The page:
Circadian Rhythm Sleep Disorders – Biological Clock Circadian Rhythm

You have probably heard and even talked about your biological clock, but have you ever thought what the term actually refers to. When people talk about their biological clock, they are actually making reference to their circadian rhythm.

Your circadian rhythm is in charge of coordinating your daily sleep wake cycle.

Your body actually has hundreds of circadian rhythms and these cycles control and coordinate your body’s varying temperature, heart rate, blood pressure, hormone levels, and numerous other factors that allow you to move around comfortably on a daily basis.

Your circadian rhythm operates on a 24 hour cycle the same as a clock, hence the term biological clock. Your brain relies on outside influences such as daylight to set your circadian rhythm each day. Our bodies depend on these external cues to set our internal biological clocks.

Any time that your circadian rhythm becomes interrupted, for example, if you experience several nights of sleep deprivation, your circadian rhythm is thrown out of sync.

Circadian Rhythm Sleep Disorder

Unfortunately, many people are unable to keep a steady circadian rhythm because of their employment.

People who work night shifts are particularly vulnerable to this danger. People who work during the hours of darkness interrupt their body’s natural biological and psychological rhythms. Many of these individuals may eventually suffer from circadian rhythm sleep disorders.

Other people who are vulnerable to developing circadian rhythm disorders are people who keep very irregular sleep schedules, those who travel frequently and experience jet lag, and people who simply do not get enough sleep due to insomnia or other sleep disorders.

When your circadian rhythm is disrupted, not only does your ability to get a restful night’s sleep get put at risk, but your immune system is also compromised, making you more vulnerable to getting colds and flu. Your body becomes more susceptible to weight gain, and you are more vulnerable to develop mood swings Your body’s digestive system may also be thrown into disarray.

Circadian Rhythm Sleep Disorders

A disruption of your circadian rhythm may cause you to become sleepy and fatigued during work hours, and you are more likely to develop chronic insomnia.

It is usually much more difficult to achieve restful sleep during the day. There are far more interruptions and environmental factors that negate the amount of sleep you can achieve during the day.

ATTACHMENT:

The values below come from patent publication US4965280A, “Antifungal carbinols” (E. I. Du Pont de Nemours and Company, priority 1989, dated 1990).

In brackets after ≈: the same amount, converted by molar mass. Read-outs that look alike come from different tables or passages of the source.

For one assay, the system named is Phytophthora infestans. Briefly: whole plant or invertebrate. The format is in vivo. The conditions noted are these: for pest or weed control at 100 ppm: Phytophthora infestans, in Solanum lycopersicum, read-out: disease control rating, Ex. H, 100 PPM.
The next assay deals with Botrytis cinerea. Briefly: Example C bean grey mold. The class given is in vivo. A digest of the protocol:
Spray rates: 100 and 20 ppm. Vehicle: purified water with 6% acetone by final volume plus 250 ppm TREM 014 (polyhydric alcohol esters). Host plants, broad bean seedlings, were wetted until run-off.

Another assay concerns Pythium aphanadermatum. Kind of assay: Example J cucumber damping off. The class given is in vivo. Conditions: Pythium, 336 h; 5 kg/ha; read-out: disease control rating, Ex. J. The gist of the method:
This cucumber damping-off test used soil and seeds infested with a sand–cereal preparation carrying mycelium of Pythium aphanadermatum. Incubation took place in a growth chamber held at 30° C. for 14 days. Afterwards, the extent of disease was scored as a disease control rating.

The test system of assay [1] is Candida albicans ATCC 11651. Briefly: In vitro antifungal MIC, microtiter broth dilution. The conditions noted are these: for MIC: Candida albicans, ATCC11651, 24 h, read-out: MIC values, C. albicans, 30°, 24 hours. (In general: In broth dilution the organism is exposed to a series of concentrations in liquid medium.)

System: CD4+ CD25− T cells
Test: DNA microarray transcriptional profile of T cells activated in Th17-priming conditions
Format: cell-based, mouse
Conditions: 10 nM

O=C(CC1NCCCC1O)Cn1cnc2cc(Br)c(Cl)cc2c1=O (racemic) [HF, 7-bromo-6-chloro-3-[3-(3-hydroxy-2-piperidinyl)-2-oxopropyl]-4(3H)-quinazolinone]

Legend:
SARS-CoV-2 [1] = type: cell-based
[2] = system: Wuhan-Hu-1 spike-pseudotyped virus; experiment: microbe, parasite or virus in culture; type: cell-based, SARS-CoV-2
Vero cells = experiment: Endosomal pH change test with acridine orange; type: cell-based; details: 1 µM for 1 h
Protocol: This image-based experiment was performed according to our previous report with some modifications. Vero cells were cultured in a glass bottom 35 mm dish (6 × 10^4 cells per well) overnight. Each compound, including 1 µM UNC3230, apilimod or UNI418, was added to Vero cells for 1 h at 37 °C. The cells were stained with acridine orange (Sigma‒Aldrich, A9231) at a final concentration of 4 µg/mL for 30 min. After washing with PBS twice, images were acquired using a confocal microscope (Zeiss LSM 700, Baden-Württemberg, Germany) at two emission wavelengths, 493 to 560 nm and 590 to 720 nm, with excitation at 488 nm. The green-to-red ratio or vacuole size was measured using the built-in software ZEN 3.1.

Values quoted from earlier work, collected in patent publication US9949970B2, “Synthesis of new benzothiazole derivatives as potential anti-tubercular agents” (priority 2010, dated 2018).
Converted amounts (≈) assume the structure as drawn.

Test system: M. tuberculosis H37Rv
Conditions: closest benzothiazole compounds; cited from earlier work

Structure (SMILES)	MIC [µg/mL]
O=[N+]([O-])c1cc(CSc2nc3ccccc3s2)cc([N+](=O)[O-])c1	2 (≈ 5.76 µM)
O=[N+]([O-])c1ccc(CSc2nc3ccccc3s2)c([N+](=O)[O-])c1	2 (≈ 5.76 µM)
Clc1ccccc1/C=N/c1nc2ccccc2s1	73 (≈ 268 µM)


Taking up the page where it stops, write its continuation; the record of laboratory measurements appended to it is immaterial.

Short term disruptions to your circadian rhythm can also cause fuzzy thinking and an overall lack of clarity. This can result in an increase of workplace accidents caused by fatigue.

The long-term effects of an interrupted circadian system can leave you vulnerable to any number of illnesses and diseases, including diabetes, heart disease, and strokes. You may also be more vulnerable to psychological, mental, and emotional disturbances.

Shift Work Sleep Disorder

If you are a nighttime shift worker, you can do some things to reduce the adverse effects that such work might have on your circadian rhythm.

Firstly, you must be proactive in maintaining good sleep hygiene.

Good sleep hygiene means that you keep a regular sleep schedule, waking and retiring at roughly the same time each night. You should strive always to sleep in a dark, quiet room.

If you sleep during the day, you can make or purchase special blackout curtains that will allow you to mimic the effects of nighttime in your room.

Turn off telephones, timers, cell phones plus any other reminders that it is not really nighttime. You can use a white noise device or a fan to drown out any external noise that you may be exposed to while trying to fall asleep.

Once you have established an environment conducive to getting a good night’s rest, you should strive to establish other healthy lifestyle habits that can help you achieve restful sleep.

Getting regular exercise can help you maintain a steady circadian rhythm. Ideally, you should exercise at roughly the same time each day.

You should also strive to eat small, frequent and healthy meals, and to stay well hydrated throughout your work shift.

If you are a nighttime worker, you should avoid overexposing yourself to natural light after your shift is done. The light will signal to your brain that it is time to wake up. Wear dark glasses or try to get home before absorbing excessive daylight. This will make it much easier for you to fall asleep once you get home.

Also, after awaking from your daytime sleep, you may want to expose yourself to 30 minutes or so of artificial light. This will help signal to your brain that it’s time to wake up.